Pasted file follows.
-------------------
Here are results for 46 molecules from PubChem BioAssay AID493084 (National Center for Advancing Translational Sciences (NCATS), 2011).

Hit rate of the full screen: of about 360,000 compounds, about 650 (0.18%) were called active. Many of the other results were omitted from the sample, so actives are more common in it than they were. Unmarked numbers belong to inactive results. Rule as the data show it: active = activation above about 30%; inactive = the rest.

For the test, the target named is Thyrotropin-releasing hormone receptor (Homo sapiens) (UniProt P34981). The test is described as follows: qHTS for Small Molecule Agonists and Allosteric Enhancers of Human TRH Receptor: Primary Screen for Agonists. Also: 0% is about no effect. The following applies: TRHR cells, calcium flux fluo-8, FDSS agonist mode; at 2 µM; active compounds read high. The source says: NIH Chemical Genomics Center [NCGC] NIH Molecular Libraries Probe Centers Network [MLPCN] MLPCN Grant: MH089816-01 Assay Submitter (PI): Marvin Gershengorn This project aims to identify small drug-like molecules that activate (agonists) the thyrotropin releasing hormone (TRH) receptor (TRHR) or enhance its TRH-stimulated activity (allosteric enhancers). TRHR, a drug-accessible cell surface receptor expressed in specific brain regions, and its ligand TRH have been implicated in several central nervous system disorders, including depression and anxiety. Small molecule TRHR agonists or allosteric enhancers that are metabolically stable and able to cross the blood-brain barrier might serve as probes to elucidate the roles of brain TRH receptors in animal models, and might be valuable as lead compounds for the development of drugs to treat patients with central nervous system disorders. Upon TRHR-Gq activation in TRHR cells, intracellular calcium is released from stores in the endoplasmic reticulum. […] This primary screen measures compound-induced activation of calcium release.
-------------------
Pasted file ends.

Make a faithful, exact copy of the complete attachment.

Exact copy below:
Here are results for 46 molecules from PubChem BioAssay AID493084 (National Center for Advancing Translational Sciences (NCATS), 2011).

Hit rate of the full screen: of about 360,000 compounds, about 650 (0.18%) were called active. Many of the other results were omitted from the sample, so actives are more common in it than they were. Unmarked numbers belong to inactive results. Rule as the data show it: active = activation above about 30%; inactive = the rest.

For the test, the target named is Thyrotropin-releasing hormone receptor (Homo sapiens) (UniProt P34981). The test is described as follows: qHTS for Small Molecule Agonists and Allosteric Enhancers of Human TRH Receptor: Primary Screen for Agonists. Also: 0% is about no effect. The following applies: TRHR cells, calcium flux fluo-8, FDSS agonist mode; at 2 µM; active compounds read high. The source says: NIH Chemical Genomics Center [NCGC] NIH Molecular Libraries Probe Centers Network [MLPCN] MLPCN Grant: MH089816-01 Assay Submitter (PI): Marvin Gershengorn This project aims to identify small drug-like molecules that activate (agonists) the thyrotropin releasing hormone (TRH) receptor (TRHR) or enhance its TRH-stimulated activity (allosteric enhancers). TRHR, a drug-accessible cell surface receptor expressed in specific brain regions, and its ligand TRH have been implicated in several central nervous system disorders, including depression and anxiety. Small molecule TRHR agonists or allosteric enhancers that are metabolically stable and able to cross the blood-brain barrier might serve as probes to elucidate the roles of brain TRH receptors in animal models, and might be valuable as lead compounds for the development of drugs to treat patients with central nervous system disorders. Upon TRHR-Gq activation in TRHR cells, intracellular calcium is released from stores in the endoplasmic reticulum. […] This primary screen measures compound-induced activation of calcium release.